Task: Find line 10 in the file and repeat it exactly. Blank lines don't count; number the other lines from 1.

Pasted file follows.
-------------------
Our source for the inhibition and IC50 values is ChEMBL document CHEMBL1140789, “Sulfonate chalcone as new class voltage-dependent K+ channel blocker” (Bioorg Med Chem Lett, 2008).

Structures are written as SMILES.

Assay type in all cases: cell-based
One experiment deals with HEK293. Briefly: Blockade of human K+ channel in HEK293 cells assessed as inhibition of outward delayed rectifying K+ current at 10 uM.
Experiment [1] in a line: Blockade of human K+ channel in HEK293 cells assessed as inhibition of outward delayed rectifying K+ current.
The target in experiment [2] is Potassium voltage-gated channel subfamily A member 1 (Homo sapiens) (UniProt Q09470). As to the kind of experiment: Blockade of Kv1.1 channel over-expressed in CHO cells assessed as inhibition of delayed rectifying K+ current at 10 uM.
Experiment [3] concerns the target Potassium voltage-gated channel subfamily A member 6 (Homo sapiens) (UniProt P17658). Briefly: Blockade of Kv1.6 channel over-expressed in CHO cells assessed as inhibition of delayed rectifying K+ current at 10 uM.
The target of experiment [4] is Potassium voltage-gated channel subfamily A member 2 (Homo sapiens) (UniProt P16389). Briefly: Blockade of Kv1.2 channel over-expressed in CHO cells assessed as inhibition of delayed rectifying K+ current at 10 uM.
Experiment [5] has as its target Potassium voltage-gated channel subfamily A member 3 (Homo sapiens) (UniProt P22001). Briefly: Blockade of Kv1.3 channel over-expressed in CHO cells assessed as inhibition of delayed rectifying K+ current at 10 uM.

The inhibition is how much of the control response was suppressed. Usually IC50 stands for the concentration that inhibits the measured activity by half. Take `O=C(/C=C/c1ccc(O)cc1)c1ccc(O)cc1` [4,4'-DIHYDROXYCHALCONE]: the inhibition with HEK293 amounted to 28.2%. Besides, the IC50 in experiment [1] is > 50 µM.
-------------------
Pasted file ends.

The inhibition is how much of the control response was suppressed. Usually IC50 stands for the concentration that inhibits the measured activity by half. Take `O=C(/C=C/c1ccc(O)cc1)c1ccc(O)cc1` [4,4'-DIHYDROXYCHALCONE]: the inhibition with HEK293 amounted to 28.2%. Besides, the IC50 in experiment [1] is > 50 µM.